Vickers Vedette, CF-MAG

  • Status: On display

    VickersVedette-640x250

    This small wooden flying boat is one of 60 that were designed and produced by Canadian Vickers Ltd. of Montreal between 1924 and 1930. It was the first aircraft manufactured in Canada and was used for aerial photography and production of the first aerial maps of Canada’s north, as well as for forest inventory and fire patrols.  Many of the topographical maps in use today are based on photographs taken from Vedettes.

    The Vedette was able to rise off the water quickly which was an important characteristic.

    Several were based in Manitoba and flew off the Red River in Winnipeg or from locations like Victoria Beach and Lac du Bonnet. Vedettes also patrolled the coast of Nova Scotia and were used at the seaplane training base at Jericho Beach in BC. They were eventually replaced by the more versatile (all-season) aircraft such as the Fairchild, Bellanca and Norseman. The remaining Vedettes were destroyed or made into boats until no complete aircraft were left.

    The RCAF purchased 44 of the 60 Vedettes and retired the last one in 1941.

    CF-MAG

    CF-MAG was built in 1929 and was placed in storage until it was purchased by the Government of Manitoba in 1934, along with five ex-RCAF Vedettes (for $1 each) to be used for foreset fire patrols. In 1937, the engine of CF-MAG failed while on a flight to Cormorant Lake. The pilot touched down in a swamp, then walked to an area where he could be rescued. A week later, an attempt was made to retrieve the downed aircraft, but the swamp was too small to permit takeoff. After all the usable parts were salvaged, the hull was soaked with fuel and the Vedette set on fire.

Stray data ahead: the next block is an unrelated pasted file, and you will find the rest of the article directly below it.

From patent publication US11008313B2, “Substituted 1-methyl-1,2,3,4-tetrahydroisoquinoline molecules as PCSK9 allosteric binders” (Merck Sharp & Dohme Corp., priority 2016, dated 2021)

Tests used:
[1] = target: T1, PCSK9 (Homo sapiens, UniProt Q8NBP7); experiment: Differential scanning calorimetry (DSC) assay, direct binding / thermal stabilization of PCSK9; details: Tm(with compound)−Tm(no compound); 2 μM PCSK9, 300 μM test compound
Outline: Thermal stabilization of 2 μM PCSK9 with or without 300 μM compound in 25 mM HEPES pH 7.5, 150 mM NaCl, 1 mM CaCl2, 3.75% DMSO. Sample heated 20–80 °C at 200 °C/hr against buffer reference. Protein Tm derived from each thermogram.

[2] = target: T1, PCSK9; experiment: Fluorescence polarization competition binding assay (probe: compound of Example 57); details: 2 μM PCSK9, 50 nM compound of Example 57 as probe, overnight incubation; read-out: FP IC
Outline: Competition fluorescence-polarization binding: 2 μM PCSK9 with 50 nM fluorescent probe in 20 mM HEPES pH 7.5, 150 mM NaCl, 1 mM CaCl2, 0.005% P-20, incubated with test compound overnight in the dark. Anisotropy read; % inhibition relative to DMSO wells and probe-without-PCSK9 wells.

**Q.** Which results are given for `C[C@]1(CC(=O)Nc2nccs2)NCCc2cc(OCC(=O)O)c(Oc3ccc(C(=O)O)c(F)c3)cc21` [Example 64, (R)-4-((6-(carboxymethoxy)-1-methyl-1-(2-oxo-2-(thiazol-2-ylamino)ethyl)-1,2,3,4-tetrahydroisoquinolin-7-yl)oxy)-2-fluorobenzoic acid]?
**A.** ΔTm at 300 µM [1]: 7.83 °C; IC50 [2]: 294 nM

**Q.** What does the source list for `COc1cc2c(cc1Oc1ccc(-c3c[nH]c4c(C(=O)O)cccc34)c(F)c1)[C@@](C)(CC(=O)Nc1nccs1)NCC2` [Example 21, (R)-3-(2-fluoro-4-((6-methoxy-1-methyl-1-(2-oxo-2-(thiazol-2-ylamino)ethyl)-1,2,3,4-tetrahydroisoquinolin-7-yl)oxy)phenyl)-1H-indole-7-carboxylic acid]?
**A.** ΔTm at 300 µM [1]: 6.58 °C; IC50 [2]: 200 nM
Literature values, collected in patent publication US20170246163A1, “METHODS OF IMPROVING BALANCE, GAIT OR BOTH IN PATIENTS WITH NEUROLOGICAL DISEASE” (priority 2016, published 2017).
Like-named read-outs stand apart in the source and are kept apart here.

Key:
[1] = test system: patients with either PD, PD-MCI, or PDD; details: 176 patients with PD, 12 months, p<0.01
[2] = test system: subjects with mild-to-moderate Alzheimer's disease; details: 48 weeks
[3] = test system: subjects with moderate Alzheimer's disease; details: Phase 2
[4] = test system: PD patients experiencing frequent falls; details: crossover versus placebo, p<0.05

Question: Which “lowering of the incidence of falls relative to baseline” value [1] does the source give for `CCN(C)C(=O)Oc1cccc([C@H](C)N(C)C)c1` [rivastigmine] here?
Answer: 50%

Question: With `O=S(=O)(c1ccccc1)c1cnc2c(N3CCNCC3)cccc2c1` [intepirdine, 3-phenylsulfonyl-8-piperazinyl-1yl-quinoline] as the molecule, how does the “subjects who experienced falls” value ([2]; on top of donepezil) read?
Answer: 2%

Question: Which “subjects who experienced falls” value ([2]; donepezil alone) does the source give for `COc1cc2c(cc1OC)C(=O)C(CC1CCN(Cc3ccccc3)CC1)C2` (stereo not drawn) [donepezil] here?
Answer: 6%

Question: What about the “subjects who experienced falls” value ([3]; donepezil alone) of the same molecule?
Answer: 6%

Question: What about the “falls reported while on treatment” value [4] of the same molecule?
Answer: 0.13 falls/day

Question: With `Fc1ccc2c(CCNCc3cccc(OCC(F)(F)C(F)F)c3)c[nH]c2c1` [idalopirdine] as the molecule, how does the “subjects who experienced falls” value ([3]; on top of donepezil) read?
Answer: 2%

A 22-Year Road to Replication

    Decades later, our museum’s retrieval team recovered the remains of this and two other Vedettes to guide the development of a replica. Museum volunteers pieced together information from the three wreckages. Plans had to be re-drawn before construction could begin (the Vedette plant had since burned down so no original plans remained). Over 100 volunteers contributed to the build effort. Since CF-MAG contributed the bulk of information to the build, those are the letters which are painted on the hull. On May 24, 2002, a dedication was organized at the museum for the opening of the Vickers Vedette exhibit.

    This aircraft is the only example of this type in the world. Although it is airworthy, according to the standards of the late 1920s, it has not been certified as we do not plan to fly it.


3 Responses and Counting...

  • David Corscadden 06.24.2011

    I am very interested in building an RC version of the Vedette but I have not been able to find drawings other than some 3 views. Is it possible to get either a digital scan or copy of the plans?

  • Boni Penna

    What is its powerplant
    How many seats

  • Karen

    Dear Boni: Thank you for your question regarding the Vedette. The Vedette is fitted with an Armstrong Siddeley “Lynx” 215-230 HP Engine, and has two seats, for pilot and co-pilot, in the cockpit, and a bench for the photographer in the forward ‘bucket’ position.

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